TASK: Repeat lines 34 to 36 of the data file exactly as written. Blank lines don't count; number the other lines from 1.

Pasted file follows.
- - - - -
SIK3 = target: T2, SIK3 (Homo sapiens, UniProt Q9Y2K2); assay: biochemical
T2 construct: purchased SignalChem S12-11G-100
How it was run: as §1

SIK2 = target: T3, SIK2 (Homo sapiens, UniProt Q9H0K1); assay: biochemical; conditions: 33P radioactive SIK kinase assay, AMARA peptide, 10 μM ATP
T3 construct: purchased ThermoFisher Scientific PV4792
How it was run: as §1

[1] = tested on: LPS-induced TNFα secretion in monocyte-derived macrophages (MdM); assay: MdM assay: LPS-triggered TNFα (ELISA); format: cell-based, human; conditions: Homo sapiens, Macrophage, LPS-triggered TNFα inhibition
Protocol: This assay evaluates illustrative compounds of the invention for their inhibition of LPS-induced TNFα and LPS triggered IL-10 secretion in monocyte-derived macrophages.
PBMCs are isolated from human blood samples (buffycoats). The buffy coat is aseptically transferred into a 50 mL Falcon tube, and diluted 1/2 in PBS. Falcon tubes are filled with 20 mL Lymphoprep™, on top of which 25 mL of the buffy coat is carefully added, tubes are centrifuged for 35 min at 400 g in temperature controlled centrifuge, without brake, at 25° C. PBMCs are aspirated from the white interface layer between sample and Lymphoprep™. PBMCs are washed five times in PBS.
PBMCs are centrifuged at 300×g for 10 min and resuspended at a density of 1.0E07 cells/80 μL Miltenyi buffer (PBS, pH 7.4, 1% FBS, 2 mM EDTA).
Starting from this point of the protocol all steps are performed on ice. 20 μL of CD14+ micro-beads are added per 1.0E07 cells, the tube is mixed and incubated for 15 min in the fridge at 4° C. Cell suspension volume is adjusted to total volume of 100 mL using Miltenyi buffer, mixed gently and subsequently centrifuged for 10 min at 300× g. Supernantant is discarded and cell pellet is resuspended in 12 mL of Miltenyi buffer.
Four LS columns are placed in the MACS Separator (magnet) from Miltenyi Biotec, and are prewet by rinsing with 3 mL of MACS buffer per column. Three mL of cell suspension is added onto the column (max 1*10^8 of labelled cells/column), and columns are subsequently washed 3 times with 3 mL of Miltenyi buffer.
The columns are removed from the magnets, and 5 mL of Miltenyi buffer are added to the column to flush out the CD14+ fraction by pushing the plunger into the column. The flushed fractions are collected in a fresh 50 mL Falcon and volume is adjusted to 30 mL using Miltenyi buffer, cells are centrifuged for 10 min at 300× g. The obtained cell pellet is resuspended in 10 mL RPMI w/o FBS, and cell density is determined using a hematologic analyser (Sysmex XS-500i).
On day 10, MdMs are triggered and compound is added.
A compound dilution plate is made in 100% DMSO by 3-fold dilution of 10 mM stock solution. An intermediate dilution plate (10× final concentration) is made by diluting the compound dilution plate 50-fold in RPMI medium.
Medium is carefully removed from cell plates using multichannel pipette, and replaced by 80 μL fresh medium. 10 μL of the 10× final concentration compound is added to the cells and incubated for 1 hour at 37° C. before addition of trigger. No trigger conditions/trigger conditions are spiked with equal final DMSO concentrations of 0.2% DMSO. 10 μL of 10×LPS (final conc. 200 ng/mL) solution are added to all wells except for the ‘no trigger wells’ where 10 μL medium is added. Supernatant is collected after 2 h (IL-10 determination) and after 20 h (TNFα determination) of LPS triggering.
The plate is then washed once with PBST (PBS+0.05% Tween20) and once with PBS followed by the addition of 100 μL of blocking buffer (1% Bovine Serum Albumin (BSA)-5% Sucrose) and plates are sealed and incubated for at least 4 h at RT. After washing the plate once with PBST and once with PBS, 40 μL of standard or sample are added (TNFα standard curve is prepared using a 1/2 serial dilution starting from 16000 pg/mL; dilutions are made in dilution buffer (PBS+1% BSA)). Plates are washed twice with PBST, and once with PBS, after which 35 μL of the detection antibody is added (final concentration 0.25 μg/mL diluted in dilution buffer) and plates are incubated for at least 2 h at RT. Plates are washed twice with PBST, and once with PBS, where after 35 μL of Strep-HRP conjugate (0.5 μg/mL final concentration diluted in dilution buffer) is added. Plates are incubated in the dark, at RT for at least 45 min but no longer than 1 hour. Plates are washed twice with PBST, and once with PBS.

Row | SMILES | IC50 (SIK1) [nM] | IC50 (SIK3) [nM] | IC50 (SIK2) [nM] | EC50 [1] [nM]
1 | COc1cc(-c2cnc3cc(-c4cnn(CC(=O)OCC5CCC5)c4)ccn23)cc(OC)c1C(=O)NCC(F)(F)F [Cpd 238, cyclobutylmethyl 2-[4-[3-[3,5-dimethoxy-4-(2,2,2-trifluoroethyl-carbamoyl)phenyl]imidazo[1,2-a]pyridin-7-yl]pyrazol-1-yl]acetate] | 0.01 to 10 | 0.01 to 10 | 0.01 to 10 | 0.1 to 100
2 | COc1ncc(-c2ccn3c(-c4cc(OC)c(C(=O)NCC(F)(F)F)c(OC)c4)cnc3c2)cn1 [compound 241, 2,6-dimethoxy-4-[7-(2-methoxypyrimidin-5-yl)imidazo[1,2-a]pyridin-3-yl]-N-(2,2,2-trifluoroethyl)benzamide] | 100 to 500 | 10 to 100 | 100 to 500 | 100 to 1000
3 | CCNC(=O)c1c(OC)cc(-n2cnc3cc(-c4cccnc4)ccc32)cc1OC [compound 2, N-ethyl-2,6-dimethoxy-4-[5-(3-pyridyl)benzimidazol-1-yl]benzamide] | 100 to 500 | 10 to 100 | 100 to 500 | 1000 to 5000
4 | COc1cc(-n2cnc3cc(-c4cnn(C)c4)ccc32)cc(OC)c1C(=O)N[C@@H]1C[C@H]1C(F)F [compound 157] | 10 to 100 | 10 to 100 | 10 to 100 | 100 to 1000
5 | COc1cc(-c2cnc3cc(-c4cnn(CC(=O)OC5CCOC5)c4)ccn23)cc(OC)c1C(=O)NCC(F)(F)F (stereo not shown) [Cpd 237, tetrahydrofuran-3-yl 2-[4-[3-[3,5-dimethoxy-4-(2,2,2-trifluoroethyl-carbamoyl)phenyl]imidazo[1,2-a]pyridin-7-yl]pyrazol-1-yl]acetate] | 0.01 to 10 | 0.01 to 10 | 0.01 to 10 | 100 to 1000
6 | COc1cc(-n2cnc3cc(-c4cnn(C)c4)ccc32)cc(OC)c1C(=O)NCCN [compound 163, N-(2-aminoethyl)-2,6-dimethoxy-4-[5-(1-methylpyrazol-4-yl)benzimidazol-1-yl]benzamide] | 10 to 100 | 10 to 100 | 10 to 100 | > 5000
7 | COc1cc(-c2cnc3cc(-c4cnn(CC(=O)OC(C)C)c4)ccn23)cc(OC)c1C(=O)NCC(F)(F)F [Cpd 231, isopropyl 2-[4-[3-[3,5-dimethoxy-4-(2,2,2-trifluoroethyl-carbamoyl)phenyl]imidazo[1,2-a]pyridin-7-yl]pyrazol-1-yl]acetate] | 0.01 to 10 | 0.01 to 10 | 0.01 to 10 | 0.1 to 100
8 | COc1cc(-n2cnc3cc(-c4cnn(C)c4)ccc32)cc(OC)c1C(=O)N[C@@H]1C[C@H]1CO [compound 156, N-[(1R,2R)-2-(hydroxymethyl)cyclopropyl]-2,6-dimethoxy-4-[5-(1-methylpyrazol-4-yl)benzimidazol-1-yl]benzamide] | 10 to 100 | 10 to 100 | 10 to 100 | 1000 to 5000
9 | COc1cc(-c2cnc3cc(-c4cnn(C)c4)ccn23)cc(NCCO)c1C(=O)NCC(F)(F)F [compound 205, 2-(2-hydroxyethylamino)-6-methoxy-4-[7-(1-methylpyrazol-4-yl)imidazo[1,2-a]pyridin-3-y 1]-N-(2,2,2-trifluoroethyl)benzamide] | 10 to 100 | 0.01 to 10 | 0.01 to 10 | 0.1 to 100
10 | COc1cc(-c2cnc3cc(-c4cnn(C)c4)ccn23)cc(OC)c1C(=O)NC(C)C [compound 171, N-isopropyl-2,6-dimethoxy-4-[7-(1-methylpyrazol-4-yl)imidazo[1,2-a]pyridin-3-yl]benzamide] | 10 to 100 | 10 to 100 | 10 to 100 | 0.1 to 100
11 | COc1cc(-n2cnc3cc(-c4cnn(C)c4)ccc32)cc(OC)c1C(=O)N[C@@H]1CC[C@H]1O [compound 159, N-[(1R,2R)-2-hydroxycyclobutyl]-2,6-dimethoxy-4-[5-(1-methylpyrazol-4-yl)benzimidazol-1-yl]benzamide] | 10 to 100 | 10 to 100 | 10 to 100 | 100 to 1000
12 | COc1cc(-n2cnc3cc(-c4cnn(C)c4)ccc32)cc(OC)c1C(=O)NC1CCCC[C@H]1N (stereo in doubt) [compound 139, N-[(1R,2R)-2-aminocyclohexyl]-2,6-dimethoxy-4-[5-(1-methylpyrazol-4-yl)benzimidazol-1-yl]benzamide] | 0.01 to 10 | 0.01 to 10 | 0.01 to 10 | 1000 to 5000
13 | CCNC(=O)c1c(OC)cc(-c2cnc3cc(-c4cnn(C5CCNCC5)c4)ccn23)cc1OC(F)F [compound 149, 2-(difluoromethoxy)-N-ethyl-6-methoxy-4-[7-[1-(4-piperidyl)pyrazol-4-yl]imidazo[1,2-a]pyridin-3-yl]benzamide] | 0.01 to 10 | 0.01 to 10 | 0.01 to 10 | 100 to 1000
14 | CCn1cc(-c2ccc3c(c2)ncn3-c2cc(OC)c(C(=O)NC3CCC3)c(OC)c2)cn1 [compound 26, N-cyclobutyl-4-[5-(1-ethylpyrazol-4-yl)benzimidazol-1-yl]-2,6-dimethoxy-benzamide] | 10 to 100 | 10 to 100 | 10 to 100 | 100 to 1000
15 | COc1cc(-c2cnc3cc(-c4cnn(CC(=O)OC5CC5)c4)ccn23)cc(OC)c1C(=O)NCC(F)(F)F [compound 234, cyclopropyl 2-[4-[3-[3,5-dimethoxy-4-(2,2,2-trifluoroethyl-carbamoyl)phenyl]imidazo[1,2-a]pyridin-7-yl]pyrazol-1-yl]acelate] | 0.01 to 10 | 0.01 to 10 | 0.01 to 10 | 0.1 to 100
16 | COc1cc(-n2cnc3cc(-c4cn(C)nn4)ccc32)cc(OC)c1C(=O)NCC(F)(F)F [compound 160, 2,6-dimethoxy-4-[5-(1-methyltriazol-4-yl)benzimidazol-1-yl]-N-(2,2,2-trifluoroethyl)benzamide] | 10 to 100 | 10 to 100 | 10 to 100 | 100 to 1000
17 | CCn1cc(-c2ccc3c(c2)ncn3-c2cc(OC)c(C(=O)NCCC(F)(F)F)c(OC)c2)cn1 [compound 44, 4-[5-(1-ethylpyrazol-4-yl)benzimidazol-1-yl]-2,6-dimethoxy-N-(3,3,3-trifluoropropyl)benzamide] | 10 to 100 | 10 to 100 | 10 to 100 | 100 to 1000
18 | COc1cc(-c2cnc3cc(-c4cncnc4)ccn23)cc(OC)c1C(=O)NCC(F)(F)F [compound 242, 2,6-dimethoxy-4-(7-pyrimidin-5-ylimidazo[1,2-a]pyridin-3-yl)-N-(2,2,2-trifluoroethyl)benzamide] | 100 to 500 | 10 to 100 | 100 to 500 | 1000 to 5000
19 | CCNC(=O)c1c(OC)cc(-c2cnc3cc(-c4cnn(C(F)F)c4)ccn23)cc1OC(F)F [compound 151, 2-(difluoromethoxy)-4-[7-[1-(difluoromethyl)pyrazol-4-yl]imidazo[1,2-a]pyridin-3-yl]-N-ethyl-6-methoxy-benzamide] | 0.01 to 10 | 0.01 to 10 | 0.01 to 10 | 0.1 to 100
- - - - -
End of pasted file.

16 | COc1cc(-n2cnc3cc(-c4cn(C)nn4)ccc32)cc(OC)c1C(=O)NCC(F)(F)F [compound 160, 2,6-dimethoxy-4-[5-(1-methyltriazol-4-yl)benzimidazol-1-yl]-N-(2,2,2-trifluoroethyl)benzamide] | 10 to 100 | 10 to 100 | 10 to 100 | 100 to 1000
17 | CCn1cc(-c2ccc3c(c2)ncn3-c2cc(OC)c(C(=O)NCCC(F)(F)F)c(OC)c2)cn1 [compound 44, 4-[5-(1-ethylpyrazol-4-yl)benzimidazol-1-yl]-2,6-dimethoxy-N-(3,3,3-trifluoropropyl)benzamide] | 10 to 100 | 10 to 100 | 10 to 100 | 100 to 1000
18 | COc1cc(-c2cnc3cc(-c4cncnc4)ccn23)cc(OC)c1C(=O)NCC(F)(F)F [compound 242, 2,6-dimethoxy-4-(7-pyrimidin-5-ylimidazo[1,2-a]pyridin-3-yl)-N-(2,2,2-trifluoroethyl)benzamide] | 100 to 500 | 10 to 100 | 100 to 500 | 1000 to 5000